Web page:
Lysozyme joins the fight against Climate Change

With a warming effect that is 80 times greater than carbon dioxide (CO2), cutting methane (CH4) emissions is as Ursula van der Leyen, president of the European commission puts it, “one of the most effective things we can do to reduce near-term global warming”.

Methane emissions account for half of the 1oC rise in average global temperatures since the beginning of industrialisation. The considerable bright side is that methane is relatively short-lived in the atmosphere when compared to CO2, so interventions that reduce methane emissions will have a rapid impact. Alongside decarbonisation of global energy systems towards more sustainable solutions, reducing methane has taken centre-stage in the fight against climate change.

The oil and coal industries, landfill, wildfires, and livestock account for the bulk of anthropogenic (human activity derived) methane emissions. For livestock, cattle belching contributes a surprising 32% of this total, with near 12% of the calorific value of bovine feed being lost in this generation of methane by micro-organisms. Controlling, and reducing these methanogens in the bovine digestive system is a key smart-agriculture approach, which will not only reduce emissions, but also improve cattle productivity in parallel.

Investigation of a range of approaches is currently underway, from the somewhat bizarre belch-capturing bovine masks (, to bovine feed additives including probiotics, organic acids, seaweed, oils, and fats. Of particular promise is lysozyme, a natural antimicrobial possessing the powerful ability to rupture the protective peptidoglycan coat of gram-positive bacteria. A 2016 Korean study showed a staggering near 50% reduction in methane emissions when lysozyme was incorporated into feed (200g per ton). This could represent a key tool in the global push towards reducing methane emissions from livestock. As the leading producer of lysozyme globally, Bioseutica® is committed to playing its role in the fight against climate change, partly through our use of patented eco-friendly solvent-free production methods for lysozyme.

Use of Lysozyme as a Feed Additive on In vitro Rumen Fermentation and Methane Emission

Bioseutica® Lysozyme joins the fight against Climate Change

Lysozyme decreases cattle methane emissions - T1 to T3 show increasing concentrations of lysozyme added to bovine feed, with T3 showing methane emission from condition with 200g/tonne of feed: 


The Global Methane Pledge, instigated in September 2021 has set out the goal of reducing methane emissions by 30% by 2030. This carries the potential to prevent over 200,000 premature deaths and over 20m tonnes of crop losses. As of today, over 100 countries have signed up to the pledge, representing half of global anthropogenic methane emissions. COP26 (the UN Climate Change Conference) may have now drawn to a close, but this number continues to increase, with a philanthropic fund pledging over $250m towards these efforts so far. We hope that solutions such as ours will contribute to this push, creating a better future for us all.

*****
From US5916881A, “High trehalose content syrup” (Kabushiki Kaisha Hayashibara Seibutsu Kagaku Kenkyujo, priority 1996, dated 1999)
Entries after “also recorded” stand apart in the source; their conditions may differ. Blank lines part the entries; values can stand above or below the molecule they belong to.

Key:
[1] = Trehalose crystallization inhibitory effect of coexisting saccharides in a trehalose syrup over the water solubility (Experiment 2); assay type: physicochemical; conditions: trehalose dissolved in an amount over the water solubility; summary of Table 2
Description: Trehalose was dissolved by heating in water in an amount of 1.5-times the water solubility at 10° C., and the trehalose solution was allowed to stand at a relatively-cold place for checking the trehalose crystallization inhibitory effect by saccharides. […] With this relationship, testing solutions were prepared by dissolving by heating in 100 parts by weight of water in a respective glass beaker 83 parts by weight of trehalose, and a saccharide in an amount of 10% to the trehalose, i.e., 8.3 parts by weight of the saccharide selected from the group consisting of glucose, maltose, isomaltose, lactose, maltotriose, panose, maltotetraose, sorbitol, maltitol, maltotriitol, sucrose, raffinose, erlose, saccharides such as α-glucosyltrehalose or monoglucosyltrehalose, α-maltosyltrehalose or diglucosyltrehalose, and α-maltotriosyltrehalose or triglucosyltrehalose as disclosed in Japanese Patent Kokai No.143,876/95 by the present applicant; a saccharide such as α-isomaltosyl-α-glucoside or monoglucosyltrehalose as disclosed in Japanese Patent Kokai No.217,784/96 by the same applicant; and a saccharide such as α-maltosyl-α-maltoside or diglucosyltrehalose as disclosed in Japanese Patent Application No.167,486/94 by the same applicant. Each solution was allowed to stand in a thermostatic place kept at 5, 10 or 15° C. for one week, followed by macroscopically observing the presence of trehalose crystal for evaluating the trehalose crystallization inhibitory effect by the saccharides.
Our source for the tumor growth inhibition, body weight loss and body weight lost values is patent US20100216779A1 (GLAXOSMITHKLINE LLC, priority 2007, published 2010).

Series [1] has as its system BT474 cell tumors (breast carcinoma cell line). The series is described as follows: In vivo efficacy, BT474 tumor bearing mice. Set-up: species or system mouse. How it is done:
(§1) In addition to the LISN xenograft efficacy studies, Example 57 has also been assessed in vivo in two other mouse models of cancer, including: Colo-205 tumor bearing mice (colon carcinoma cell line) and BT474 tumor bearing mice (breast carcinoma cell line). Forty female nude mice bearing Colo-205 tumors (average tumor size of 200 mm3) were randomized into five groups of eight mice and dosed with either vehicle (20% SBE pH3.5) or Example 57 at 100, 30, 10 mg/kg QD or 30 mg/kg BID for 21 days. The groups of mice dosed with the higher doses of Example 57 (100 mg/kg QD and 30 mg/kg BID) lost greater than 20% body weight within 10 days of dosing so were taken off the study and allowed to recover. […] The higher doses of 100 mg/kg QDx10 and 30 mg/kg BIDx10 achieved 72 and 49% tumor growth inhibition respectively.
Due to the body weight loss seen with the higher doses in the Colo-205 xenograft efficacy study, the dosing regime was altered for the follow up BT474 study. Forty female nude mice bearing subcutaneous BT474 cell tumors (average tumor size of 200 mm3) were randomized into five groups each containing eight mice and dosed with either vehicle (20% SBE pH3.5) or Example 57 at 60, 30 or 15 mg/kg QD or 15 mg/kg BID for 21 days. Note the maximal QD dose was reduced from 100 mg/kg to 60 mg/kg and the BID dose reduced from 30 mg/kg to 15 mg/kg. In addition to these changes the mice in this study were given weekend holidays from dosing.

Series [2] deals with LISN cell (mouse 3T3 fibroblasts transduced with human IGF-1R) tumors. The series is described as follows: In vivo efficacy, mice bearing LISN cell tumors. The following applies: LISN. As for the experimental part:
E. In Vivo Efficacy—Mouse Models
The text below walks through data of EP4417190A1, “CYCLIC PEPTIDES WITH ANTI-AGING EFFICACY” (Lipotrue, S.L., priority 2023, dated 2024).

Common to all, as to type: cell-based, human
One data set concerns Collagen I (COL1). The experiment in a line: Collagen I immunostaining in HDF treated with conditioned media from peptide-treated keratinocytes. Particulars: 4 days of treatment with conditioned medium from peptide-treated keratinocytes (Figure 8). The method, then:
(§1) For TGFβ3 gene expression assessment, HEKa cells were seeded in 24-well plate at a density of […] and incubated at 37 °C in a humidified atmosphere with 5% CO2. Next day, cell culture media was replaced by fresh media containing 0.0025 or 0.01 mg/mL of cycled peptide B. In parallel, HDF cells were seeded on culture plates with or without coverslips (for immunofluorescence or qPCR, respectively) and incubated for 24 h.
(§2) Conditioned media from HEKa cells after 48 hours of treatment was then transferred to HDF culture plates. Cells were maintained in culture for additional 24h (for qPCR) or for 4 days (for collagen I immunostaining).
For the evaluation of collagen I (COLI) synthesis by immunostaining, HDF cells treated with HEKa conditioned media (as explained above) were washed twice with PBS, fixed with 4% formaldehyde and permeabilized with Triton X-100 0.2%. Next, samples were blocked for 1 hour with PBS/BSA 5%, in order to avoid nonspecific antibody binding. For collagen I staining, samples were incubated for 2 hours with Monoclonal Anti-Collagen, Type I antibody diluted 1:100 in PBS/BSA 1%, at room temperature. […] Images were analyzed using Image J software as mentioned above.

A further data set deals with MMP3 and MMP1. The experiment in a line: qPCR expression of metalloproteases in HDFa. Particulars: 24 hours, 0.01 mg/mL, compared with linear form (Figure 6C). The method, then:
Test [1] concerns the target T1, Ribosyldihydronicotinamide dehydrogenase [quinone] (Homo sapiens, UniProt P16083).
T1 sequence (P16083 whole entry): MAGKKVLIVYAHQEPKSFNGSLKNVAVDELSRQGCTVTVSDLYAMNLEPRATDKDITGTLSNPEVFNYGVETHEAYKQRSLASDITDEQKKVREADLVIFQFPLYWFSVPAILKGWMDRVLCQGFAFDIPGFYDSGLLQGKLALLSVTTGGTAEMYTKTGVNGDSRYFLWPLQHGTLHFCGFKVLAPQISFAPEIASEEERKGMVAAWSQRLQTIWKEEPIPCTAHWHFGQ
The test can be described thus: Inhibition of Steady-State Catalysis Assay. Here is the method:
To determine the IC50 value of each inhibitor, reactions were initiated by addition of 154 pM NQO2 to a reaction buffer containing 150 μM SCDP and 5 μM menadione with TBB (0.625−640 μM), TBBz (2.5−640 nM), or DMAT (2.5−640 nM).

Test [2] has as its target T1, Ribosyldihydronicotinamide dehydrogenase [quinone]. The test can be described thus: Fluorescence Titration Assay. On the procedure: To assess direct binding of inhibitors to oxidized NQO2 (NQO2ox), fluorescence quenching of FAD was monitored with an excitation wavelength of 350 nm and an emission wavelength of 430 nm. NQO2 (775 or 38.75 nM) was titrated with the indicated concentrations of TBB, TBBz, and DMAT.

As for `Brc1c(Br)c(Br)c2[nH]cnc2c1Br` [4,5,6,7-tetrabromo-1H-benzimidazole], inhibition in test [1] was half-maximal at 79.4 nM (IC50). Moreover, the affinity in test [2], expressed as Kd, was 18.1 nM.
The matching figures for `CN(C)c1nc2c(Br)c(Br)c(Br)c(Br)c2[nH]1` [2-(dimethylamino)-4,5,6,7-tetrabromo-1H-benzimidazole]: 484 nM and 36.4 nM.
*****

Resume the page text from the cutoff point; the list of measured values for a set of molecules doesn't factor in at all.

Check out this video of NASAs visualisation of global methane release 

Learn more about lysozyme here



  1. Biswas et al. 2016 AJAS; Use of Lysozyme as a Feed Additive on In vitro Rumen Fermentation and Methane Emission | Publisher Site

Other References

  1. Ferraboschi, P.; Ciceri, S.; Grisenti, P. ; Applications of Lysozyme, an Innate Immune Defense Factor, as an Alternative Antibiotic | Publisher Site
  2. Takada K et al.: Detoxification of lipopolysaccharide (LPS) by egg white lysozyme | Publisher Site
  3. Tagashira A. et al.: Lysozyme from hen egg white ameliorates lipopolysaccharide-induced systemic inflammation in mice | Publisher Site
  4. Derde M et al.: Hen Egg White Lysozyme Permeabilizes Escherichia coli Outer and Inner Membranes | Publisher Site
  5. Derde M et al.: Native lysozyme and dry-heated lysozyme interactions with membrane lipid monolayers: Lateral reorganization of LPS monolayer, model of the Escherichia coli outer membrane | Publisher Site
  6. Ferrari R.: Antiviral activity of Lysozyme Nature 1959 | Publisher Site
  7. Lee-Huang S et al.: Lysozyme and RNases as anti-HIV components in beta-core preparations of human chorionic gonadotropin | Publisher Site
  8. Malaczewska et al.: Antiviral effects of nisin, lysozyme, lactoferrin and their mixtures against bovine viral diarrhoea virus | Publisher Site
  9. Fukai et al.: New possibilities for egg white lysozyme: heat-denatured lysozyme partially inactivates select foot-and-mouth virus strains | Publisher Site
  10. Sebaa S. et al.: Dose-dependent effect of lysozyme upon Candida albicans biofilm | Publisher Site
  11. Samaranayake Y et al.: Antifungal Effects of Lysozyme and Lactoferrin against Genetically Similar, Sequential Candida albicans Isolates from a Human Immunodeficiency Virus-Infected Southern Chinese Cohort | Publisher Site
  12. Dai, P.; Li, Q.: Lysozyme : Research progress in the application of lysozyme in food and medicine field - A review | Publisher Site